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Exposure. Eric Paddock is the Denver Art Museum's first full-fledged photo curator to head up his own new department. To unveil the permanent gallery for photography in the Ponti tower, he's put together Exposure: Photos From the Vault, highlighting a range of gems from the DAM's collection. Collected in fits and spurts, the museum's photo holdings are very uneven, but as Paddock proves with this show, there are a lot of masterworks in it anyway. As could be expected, considering the impressive Wolf Collection of early Western landscapes, there are quite a few pieces by the pioneers of that field, notably Carleton Watkins. And there are a number of well-known photos by famous modern photographers like Diane Arbus, Ansel Adams and Garry Winogrand. Another important feature of the exhibit is the inclusion of many Colorado photographers, including Kevin O'Connell and Wes Kennedy. This aspect is not unexpected coming from a curator who spent most of his career at the Colorado Historical Society. Through October 31, at the Denver Art Museum, 100 West 14th Avenue Parkway, 720-865-5000. www.denverartmuseum.org. Reviewed May 20.

The Furniture of Eero Saarinen. One of the Kirkland Museum of Fine & Decorative Art's specialties is decor. That focus is highlighted in The Furniture of Eero Saarinen: Designs for Everyday Living, a traveling exhibition dedicated to the work of the famous American architect. Though the show was put together by the Knoll Museum, Kirkland director Hugh Grant has supplemented it with pieces from his collection and from the architect's daughter, Susan Saarinen, a landscape designer who lives in our area. The elder Saarinen is best known for his Gateway Arch in St. Louis, but he also designed chairs and tables that have become classics of American furniture. His most radical concept is illustrated in the "Tulip" furniture that counteracted "the slum of legs" that he believed plagued the typical interior. In these works, tables and chairs, are on singular bases that resemble wine glass stems writ large. In addition to Saarinen's own designs, Grant has added works by others from the same era. Through November 28 at the Kirkland Museum, 1311 Pearl Street, 303-832-8576, www.kirklandmuseum.org.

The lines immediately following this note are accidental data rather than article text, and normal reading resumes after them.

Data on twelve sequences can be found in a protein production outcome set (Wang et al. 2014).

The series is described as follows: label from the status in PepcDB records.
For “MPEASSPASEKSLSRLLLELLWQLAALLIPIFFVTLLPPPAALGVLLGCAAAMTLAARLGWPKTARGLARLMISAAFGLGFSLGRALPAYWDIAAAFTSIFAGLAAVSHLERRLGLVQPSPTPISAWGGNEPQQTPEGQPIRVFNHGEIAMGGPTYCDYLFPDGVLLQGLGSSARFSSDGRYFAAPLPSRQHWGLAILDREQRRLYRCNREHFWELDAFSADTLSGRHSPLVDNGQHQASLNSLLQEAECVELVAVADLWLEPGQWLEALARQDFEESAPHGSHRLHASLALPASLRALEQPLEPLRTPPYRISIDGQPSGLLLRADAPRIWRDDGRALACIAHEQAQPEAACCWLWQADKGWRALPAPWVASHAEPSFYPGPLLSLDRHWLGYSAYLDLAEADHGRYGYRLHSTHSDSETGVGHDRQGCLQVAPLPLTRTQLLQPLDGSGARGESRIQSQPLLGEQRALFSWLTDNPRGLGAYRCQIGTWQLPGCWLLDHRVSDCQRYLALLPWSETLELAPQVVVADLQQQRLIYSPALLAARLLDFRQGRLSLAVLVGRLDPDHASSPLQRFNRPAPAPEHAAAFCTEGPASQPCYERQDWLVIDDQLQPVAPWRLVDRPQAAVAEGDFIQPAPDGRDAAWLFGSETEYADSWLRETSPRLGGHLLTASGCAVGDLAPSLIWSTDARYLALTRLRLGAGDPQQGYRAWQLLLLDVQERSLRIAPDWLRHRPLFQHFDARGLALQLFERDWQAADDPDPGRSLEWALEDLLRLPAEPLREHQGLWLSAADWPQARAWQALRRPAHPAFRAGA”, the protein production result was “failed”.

Maria Cristina Carlini. This is an outdoor sculpture show dedicated to a contemporary Italian artist. On display at both the Rocky Mountain College of Art and Design campus and the Auraria Campus, it represents an unprecedented act of cooperation between the two institutions and was curated by Cortney Stell, director of RMCAD's Philip J. Steele Gallery. The four large Carlinis are scattered around the beautiful RMCAD campus, which has a series of small historic buildings and lovely historic flower beds. One of them, "Out and Inside," has been given to the campus and will remain there after the show comes down. The work is like a pair of three-dimensional puzzle pieces set on end. The Auraria portion of the show includes three more monumental Carlinis, all sited near the Emmanuel Gallery. Among these is "Madre," which has been given to Auraria and is now part of its permanent collection. Through October 1 at RMCAD, 1600 Pierce Street, Lakewood, 303-753-6046, www.rmcad.edu, and the Auraria campus, Colfax Avenue and Speer Boulevard. Reviewed August 12.

Moore in the Gardens. Henry Moore, who died in 1986, was Great Britain's most important modern sculptor. Born in 1898, he began to create artwork shortly after World War I, becoming internationally famous by the 1930s. Moore was one of a legion of important artists who responded to Picasso's surrealism, but he made the style his own. This traveling exhibit, sponsored by the Henry Moore Foundation, has been installed on the grounds of the Denver Botanic Gardens, with two pieces at the DBG annex at Chatfield (8500 Deer Creek Canyon Road, Littleton). The main part of the exhibit begins in the Boettcher Memorial Center, where a collection of the artist's tools and maquettes are crowded into showcases, and where a single work has been installed in a fountain. Most of the other pieces have been displayed around the gardens. The monumental works, typically in bronze, look absolutely perfect in the landscaped settings. Through January 31 at the Denver Botanic Gardens, 1007 York Street, 720-865-3500, www.botanicgardens.org. Reviewed June 17.

Susan Goldstein and John Davenport.

Though she is best known as a photographer, the works in Susan Goldstein's Elements 2010, in the front space at Edge, are not, strictly speaking, photographs; rather, they are photo-based works done on a computer. The results are fairly abstract and atmospheric in character, with soft edges and blurry shapes taking over. Despite this abstract character, several recognizable things are used as elements in the pieces, such as a vintage image of a child that reappears throughout the show. In a number of cases, the images have been assembled into grids of rectangles and squares wherein variations on the same theme are expressed in different ways. Paired with the Goldstein exhibit is Unfinished Photographs: John Davenport. Given the title and the fact that there's a tripod set up with an old Agfa portrait camera aimed at a chair with a drapery in the background, you might think that Davenport is going to be taking photos during the course of the show — but he isn't. Instead, he's doing a photo performance, producing stereopticon cards using a Realist stereo camera. Through October 3 at Edge Gallery, 3658 Navajo Street, 303-477-7173, http://edgeart.org. Reviewed September 23.
 
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